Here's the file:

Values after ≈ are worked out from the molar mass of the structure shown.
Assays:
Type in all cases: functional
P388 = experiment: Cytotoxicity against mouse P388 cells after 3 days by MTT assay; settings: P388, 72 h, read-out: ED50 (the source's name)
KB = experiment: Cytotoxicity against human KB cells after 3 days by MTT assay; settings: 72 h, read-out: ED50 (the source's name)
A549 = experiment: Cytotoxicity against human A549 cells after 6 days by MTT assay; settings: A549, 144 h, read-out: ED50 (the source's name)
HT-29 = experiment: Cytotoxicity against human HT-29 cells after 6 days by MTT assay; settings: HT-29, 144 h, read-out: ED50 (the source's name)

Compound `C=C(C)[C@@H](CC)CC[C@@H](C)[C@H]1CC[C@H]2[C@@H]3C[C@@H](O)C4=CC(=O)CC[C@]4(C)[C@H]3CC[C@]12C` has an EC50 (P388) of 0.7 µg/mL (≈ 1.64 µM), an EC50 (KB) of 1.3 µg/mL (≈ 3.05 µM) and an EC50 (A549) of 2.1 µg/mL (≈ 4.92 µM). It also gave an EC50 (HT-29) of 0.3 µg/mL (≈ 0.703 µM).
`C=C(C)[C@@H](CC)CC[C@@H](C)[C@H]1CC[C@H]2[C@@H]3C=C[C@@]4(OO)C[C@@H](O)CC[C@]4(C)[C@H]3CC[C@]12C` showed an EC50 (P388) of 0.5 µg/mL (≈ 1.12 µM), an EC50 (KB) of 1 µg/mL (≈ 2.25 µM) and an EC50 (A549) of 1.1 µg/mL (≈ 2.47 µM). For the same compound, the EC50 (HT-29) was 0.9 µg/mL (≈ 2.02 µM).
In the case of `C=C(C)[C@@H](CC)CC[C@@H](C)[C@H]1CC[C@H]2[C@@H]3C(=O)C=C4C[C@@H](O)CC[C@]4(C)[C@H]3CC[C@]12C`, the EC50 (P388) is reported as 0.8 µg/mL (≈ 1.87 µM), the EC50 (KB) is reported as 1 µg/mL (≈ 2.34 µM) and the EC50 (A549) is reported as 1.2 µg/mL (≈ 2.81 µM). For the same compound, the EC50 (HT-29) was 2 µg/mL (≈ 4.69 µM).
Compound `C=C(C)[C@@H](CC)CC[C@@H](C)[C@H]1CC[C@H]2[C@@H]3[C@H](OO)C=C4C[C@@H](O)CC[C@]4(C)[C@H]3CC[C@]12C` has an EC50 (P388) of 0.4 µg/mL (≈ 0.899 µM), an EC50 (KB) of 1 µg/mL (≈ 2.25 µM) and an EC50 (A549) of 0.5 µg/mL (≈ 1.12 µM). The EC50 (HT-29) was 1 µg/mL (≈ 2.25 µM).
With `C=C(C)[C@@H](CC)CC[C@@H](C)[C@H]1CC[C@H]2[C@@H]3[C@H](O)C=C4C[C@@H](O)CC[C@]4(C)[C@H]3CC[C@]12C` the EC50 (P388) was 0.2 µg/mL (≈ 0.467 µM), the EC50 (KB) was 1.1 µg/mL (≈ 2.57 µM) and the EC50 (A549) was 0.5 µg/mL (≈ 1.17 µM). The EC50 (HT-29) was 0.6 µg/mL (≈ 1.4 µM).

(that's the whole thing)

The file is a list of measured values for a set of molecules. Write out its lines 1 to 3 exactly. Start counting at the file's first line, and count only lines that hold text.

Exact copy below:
Values after ≈ are worked out from the molar mass of the structure shown.
Assays:
Type in all cases: functional